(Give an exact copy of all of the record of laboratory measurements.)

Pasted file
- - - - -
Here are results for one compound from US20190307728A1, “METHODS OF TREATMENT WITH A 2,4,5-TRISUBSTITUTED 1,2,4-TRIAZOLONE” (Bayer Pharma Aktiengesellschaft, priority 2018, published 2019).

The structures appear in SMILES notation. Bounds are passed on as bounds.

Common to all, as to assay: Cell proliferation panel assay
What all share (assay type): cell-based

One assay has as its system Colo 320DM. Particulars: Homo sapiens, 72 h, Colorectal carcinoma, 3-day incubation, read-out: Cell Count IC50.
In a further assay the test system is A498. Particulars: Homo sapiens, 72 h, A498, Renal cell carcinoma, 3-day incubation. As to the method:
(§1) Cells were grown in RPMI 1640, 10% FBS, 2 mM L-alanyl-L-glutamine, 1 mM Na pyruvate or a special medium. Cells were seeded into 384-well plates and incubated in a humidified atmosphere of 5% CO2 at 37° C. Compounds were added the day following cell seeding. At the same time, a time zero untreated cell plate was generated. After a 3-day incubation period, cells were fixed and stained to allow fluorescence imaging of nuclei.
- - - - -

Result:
Here are results for one compound from US20190307728A1, “METHODS OF TREATMENT WITH A 2,4,5-TRISUBSTITUTED 1,2,4-TRIAZOLONE” (Bayer Pharma Aktiengesellschaft, priority 2018, published 2019).

The structures appear in SMILES notation. Bounds are passed on as bounds.

Common to all, as to assay: Cell proliferation panel assay
What all share (assay type): cell-based

One assay has as its system Colo 320DM. Particulars: Homo sapiens, 72 h, Colorectal carcinoma, 3-day incubation, read-out: Cell Count IC50.
In a further assay the test system is A498. Particulars: Homo sapiens, 72 h, A498, Renal cell carcinoma, 3-day incubation. As to the method:
(§1) Cells were grown in RPMI 1640, 10% FBS, 2 mM L-alanyl-L-glutamine, 1 mM Na pyruvate or a special medium. Cells were seeded into 384-well plates and incubated in a humidified atmosphere of 5% CO2 at 37° C. Compounds were added the day following cell seeding. At the same time, a time zero untreated cell plate was generated. After a 3-day incubation period, cells were fixed and stained to allow fluorescence imaging of nuclei.